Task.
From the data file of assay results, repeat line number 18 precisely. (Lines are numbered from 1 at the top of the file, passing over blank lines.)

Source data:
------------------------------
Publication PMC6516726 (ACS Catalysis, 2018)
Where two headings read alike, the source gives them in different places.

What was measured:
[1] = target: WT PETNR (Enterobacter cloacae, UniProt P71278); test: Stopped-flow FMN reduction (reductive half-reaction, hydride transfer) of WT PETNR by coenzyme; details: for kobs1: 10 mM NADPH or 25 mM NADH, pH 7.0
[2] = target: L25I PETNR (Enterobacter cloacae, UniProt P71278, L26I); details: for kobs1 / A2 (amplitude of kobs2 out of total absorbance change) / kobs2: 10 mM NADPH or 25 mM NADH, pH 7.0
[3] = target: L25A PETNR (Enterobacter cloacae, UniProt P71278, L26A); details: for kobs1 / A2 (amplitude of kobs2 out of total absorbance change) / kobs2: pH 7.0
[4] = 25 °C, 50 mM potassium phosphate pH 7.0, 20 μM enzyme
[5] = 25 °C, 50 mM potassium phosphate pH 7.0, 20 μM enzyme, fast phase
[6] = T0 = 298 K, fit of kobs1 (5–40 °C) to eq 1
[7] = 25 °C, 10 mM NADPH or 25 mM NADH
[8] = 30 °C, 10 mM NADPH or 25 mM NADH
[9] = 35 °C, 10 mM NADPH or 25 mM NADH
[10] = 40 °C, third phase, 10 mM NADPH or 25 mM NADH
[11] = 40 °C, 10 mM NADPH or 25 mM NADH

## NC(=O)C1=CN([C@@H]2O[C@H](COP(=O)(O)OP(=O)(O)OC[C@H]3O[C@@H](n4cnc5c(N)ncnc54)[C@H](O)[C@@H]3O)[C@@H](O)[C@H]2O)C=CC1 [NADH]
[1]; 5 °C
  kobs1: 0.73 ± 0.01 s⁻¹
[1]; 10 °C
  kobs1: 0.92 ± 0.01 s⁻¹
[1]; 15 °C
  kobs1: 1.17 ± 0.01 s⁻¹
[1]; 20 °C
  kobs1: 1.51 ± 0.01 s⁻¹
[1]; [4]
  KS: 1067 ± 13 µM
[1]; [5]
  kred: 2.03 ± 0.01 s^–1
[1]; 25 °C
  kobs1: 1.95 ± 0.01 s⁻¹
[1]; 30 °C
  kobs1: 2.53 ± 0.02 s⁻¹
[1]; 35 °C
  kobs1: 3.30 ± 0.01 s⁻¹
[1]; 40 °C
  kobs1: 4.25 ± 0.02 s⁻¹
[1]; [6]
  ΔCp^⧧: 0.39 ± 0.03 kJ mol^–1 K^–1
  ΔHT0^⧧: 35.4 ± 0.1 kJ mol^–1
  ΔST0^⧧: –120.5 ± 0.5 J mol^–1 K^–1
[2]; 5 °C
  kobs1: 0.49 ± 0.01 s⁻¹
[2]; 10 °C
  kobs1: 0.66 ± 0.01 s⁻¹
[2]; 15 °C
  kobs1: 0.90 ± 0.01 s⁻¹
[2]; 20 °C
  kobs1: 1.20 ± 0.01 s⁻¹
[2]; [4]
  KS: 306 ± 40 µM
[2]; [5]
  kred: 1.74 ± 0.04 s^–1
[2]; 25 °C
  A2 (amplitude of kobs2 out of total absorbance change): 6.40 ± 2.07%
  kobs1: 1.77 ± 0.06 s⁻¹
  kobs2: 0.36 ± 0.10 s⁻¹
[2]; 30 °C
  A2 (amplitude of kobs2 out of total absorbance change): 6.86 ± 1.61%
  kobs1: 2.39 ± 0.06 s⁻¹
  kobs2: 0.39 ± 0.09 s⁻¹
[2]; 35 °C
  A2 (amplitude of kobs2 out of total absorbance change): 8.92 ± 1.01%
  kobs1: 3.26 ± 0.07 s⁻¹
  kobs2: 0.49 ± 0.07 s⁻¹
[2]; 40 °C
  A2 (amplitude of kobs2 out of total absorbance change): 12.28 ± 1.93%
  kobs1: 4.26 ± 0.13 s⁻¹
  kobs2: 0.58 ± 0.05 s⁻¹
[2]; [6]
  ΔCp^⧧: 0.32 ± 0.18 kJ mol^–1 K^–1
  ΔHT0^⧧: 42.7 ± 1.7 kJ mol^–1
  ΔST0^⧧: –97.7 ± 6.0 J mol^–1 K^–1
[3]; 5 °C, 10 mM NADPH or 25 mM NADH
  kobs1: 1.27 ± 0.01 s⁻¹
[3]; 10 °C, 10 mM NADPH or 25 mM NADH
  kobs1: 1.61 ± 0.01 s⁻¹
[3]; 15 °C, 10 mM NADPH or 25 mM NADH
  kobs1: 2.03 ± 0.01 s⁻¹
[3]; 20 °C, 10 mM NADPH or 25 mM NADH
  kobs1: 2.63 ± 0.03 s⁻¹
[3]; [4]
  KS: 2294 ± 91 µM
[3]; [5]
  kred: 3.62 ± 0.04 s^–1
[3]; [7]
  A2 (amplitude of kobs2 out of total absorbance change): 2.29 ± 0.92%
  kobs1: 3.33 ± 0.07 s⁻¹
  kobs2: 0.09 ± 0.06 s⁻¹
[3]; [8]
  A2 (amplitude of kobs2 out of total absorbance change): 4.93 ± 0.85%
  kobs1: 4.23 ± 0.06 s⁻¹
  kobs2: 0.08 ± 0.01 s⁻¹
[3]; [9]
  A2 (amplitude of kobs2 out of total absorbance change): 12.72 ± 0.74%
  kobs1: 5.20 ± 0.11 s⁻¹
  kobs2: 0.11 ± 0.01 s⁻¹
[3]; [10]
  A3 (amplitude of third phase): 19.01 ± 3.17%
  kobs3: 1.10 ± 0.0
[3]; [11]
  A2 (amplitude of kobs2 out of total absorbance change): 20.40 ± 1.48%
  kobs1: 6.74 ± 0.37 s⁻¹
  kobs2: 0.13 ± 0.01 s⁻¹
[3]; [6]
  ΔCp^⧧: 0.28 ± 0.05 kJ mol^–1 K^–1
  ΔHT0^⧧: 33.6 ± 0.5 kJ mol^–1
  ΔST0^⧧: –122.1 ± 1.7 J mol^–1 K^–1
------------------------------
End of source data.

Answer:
[1]; 10 °C